Tag Archives: leeks

Sorrel Soup

sorrelsoup

Sorrel is one of those odd greens that you won’t find in (most) grocery stores, but it pops up around here at farmer’s markets and CSA boxes this time of year. People usually don’t know what to do with it, but it really is delightful so I wanted to share an easy way to use up a bunch. Sorrel has a very sour, lemony flavor when raw, which mellows considerably when cooked. Some people like to put raw sorrel in salads, but that’s not my cup of tea. I prefer a good sorrel soup.

Sorrel soup recipes often include cream, but it’s not an ingredient I usually have around the house and it’s not the healthiest thing, so I thicken my soup with some 1% milk, flour, eggs, and potato. You puree everything together and don’t taste the egg and potato – you’ll just notice the nice body they give the soup. And because you puree everything at the end, don’t worry about finely chopping the ingredients. Just roughly chop, cook briefly, puree, and voila: you have a flavorful soup to brighten up any summertime lunch.

Sorrel Soup (adapted from Recipezaar)

1 tbsp butter
2 tbsp extra virgin olive oil
4 leeks, chopped
1 boiling potato, peeled and chopped
1 bunch sorrel, ribs removed, chopped
1 tsp salt
3 tbsp flour
5 cups chicken stock
2 egg yolks
1/3 cup 1% milk
black pepper

In a large Dutch oven, heat the butter and olive oil over medium heat. Add the leeks and potato, reduce heat to low and cook slowly until the leeks become translucent, 7-10 minutes.

Add sorrel to the pot, sprinkle with flour and salt and stir to combine. Increase the heat to medium and cook for a few minutes until the sorrel wilts. Gradually whisk in the stock and let simmer for another 10 minutes or so, till the potatoes are tender.

Using a traditional or immersion blender, puree the mixture until it’s smooth. Return to the saucepan over low heat. In a small bowl, whisk together the egg yolks and milk. Stir about a cup of hot soup into the milk mixture and gradually whisk it all back into the pot. Stir in the mixture over medium heat for a few minutes until the soup thickens slightly. Do not let it come to a boil or the yolks will curdle. To serve, ladle soup into bowls and drizzle with a bit more olive oil.

– Stephanie

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Local Box Meal Plan: May 30-June 3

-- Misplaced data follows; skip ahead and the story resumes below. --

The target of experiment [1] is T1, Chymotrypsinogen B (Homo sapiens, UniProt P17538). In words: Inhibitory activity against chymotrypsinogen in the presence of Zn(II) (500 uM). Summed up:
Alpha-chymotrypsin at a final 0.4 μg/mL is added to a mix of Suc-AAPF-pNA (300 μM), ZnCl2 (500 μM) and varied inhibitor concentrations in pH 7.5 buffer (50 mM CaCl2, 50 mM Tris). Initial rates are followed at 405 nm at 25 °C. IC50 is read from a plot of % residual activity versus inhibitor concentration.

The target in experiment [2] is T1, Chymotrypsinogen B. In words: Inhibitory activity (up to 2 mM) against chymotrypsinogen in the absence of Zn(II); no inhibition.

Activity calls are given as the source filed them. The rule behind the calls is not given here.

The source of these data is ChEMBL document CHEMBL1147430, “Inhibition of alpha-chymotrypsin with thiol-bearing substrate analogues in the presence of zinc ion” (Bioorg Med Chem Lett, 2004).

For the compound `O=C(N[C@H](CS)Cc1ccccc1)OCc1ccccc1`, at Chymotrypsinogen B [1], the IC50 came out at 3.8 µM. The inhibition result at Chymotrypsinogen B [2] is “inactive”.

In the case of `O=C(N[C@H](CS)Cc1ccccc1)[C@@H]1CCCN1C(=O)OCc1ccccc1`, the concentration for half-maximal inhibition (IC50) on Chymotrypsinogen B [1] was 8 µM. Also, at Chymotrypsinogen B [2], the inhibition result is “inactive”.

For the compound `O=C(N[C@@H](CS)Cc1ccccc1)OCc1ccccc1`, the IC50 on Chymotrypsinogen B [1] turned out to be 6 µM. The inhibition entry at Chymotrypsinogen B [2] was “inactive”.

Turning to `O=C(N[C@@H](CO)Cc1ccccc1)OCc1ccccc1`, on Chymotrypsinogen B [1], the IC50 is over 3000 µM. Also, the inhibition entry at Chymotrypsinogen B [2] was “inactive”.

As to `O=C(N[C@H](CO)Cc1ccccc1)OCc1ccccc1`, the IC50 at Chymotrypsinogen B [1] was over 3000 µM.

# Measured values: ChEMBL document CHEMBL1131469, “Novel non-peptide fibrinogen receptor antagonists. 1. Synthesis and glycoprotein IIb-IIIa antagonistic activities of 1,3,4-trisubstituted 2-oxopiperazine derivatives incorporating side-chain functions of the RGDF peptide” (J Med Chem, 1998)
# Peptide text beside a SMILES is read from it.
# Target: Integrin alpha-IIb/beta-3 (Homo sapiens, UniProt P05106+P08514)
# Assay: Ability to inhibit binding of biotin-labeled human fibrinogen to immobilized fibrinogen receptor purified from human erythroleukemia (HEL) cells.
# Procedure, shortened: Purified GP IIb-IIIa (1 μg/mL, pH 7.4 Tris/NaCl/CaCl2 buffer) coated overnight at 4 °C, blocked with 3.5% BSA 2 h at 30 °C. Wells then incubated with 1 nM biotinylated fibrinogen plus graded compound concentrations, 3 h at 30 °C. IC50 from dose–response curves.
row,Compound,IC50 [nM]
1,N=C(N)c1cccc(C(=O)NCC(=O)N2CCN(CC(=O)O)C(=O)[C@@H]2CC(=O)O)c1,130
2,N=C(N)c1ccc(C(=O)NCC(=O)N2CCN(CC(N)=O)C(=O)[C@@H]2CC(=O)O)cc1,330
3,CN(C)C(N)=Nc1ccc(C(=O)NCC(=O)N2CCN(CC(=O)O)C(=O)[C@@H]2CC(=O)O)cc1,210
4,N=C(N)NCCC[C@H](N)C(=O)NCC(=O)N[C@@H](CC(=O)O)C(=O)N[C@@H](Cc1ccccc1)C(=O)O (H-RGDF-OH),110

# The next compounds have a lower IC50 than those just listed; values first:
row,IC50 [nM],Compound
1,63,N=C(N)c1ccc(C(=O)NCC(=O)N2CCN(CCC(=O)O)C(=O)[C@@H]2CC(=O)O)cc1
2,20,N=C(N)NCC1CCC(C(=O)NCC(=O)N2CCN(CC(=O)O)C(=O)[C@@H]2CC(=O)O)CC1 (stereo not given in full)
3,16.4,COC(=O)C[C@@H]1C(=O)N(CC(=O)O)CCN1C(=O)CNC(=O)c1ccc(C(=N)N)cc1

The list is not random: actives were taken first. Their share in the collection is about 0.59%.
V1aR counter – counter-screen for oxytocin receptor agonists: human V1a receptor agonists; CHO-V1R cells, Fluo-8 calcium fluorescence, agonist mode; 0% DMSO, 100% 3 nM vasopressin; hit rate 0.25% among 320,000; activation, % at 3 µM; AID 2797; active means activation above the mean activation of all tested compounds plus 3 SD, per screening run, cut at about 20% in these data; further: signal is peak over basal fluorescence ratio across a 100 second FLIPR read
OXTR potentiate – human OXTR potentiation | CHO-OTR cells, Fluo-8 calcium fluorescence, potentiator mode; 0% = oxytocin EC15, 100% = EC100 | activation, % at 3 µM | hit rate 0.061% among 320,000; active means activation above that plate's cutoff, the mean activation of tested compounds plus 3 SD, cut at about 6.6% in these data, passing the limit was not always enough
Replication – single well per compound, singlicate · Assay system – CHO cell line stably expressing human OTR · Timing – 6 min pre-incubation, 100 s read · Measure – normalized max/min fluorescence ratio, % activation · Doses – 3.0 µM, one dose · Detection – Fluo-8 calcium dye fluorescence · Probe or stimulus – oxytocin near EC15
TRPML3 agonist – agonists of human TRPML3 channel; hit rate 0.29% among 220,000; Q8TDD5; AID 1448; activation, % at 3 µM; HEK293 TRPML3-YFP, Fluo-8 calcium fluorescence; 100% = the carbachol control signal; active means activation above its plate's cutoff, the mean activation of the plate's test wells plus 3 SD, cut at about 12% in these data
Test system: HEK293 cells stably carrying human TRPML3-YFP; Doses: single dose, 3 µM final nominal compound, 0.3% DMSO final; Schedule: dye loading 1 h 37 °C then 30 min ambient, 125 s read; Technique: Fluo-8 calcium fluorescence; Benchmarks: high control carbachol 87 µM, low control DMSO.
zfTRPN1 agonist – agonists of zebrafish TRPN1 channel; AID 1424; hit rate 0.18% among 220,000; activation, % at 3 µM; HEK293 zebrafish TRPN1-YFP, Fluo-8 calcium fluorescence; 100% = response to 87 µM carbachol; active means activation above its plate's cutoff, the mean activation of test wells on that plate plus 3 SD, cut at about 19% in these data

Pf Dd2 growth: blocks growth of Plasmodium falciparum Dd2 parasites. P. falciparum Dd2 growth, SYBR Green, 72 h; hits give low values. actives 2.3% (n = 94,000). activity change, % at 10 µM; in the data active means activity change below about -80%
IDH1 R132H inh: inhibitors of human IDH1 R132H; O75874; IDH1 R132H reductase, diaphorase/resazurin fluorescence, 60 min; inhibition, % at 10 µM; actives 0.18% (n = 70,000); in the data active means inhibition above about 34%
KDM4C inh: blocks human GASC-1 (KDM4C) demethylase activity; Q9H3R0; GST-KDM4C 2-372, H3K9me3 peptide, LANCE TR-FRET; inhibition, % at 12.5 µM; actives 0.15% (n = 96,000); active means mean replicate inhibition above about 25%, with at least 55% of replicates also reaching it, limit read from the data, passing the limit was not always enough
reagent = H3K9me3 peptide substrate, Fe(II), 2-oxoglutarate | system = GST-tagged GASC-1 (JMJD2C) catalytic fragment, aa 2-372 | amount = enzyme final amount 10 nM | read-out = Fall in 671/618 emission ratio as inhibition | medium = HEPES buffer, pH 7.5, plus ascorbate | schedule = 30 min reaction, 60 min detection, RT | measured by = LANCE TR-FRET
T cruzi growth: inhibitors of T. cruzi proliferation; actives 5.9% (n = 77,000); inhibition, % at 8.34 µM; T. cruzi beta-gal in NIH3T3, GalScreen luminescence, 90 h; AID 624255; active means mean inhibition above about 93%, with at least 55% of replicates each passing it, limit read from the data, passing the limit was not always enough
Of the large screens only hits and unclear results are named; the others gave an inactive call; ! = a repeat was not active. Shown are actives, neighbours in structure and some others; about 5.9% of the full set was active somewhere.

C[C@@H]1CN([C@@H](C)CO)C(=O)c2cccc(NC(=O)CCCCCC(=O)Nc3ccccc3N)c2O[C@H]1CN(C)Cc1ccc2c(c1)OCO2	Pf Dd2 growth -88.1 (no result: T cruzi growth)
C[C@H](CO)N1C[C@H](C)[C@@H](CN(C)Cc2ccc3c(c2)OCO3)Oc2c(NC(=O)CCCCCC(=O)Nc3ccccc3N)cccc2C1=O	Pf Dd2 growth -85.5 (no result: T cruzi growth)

I know lots of people around here complain about the sweltering summer heat, but for the most part, I kind of like it. I’m a native Texan, so I’m sure that has something to do with it, but beyond the heat summer means iced sweet tea, swimming pools, and Local Boxes filled with stuff like peaches, green beans, and tomatoes. It’s just hard to beat all of that.

Peaches – Caskey Orchards 
Leeks – Bar W
Zephyr & Gold Zucchini Squash – Texas Natural 
New Potatoes – Naegelin Farm 
White Onion – Gundermann Acres 
Carrots – Acadian Family Farm
Pickling Cucumbers – Acadian Family Farm
Green Beans – Acadian Family Farm OR Tecolote Farm
Green Tomatoes – Fruitful Hill Farm
Leaf or Romaine Lettuce – Acadian Family Farm

 

Spicy dill refrigerator pickles – This recipe has a handy calculator that’ll help you figure out how to adjust the recipe for the number of cucumbers you get.

Green bean, potato, and leek salad – We probably won’t get four leeks, so use white onions instead.

Summer squash casserole – I like the idea of this casserole, but will use butter instead of margarine and lower the amount by at least half. You rarely need an entire cup of butter in a non-bakery recipe.

Open-face bacon, lettuce, and fried green tomato sandwiches – Oh yes. Just….yes. Use whatever lettuce you get instead of the Bibb.

Skillet pork chop saute with peaches – I like the sweet and savory combo of flavors here. Plus, this recipe is pretty fast – last time I made it, it took about half an hour.

Kale-Arugula Quiche with Smoked Gouda

quiche_t

I served this for Easter brunch today. There’s a lot I like about this quiche, like the smoky gouda complimenting the strong-flavored greens and how easy it was to make. And, like many things I cook, it’s very adaptable. You could use pretty much any combo of greens you happen to have on hand. At the last minute, I remembered that I had some mushrooms in the fridge and threw in some of those, with no ill effects. There are no fancy spices here, just salt and pepper, but the quiche has a lot of flavor thanks to the flavorful ingredients.

Kale-Arugula Quiche with Smoked Gouda

1 refrigerated pie crust, for a 9-inch pie
2 tablespoons extra-virgin olive oil
1 leek, thinly sliced (white parts only)
6 oz kale and arugula mix, coarsely chopped (ribs removed from the kale)
Handful of white mushrooms, sliced (about 7 mushrooms)
1 cup skim milk
3/4 cup (3 ounces) grated smoked Gouda cheese
3/4 teaspoon salt
3 large eggs

Preheat oven to 350°.  Place pie crust into a 9-inch pie plate. Freeze 15 minutes. Bake at 350° for 25 minutes or until lightly browned. Cool.

Heat oil in a large skillet over medium-high heat. Add leeks; sauté 5 minutes or until tender. Add greens and mushrooms, sauté 7-8 minutes or until greens have wilted quite a bit and the mushrooms have started to shrink and brown.

Combine milk and remaining ingredients in a bowl; stir well with a whisk. Stir in greens mixture. Pour filling into crust. Bake at 350° for 35 minutes.

– Stephanie

Local Box Meal Plan: June 21-25

This week, we are getting:

Peaches – Caskey
Blueberries – Berry Best Farms
Red valley tomatoes – Animal Farm
Summer squash – Naegelin or Ringger
Basil – Ringger
Red potatoes – Home Sweet Farm
Pickling cucumbers – Naegelin
Leeks – My Father’s Farm
Green cabbage – Naegelin
Cherry tomatoes – Naegelin
Garlic – Ringger

So, I am making:

Peach blueberry cake

Grilled veggie pizza – Preheat oven to 450. Spread your favorite sauce on a prepared pizza crust, like Boboli. I like red sauce, but pesto would be good, too. Slice squash and leeks, season with salt/pepper, wrap in foil, and grill over medium-high heat until tender, about 10 minutes. Sprinkle mozzarella cheese over sauce and top with grilled veggies, halved cherry tomatoes, and sliced basil. Bake 10 minutes or until crust is browned and sauce is bubbly.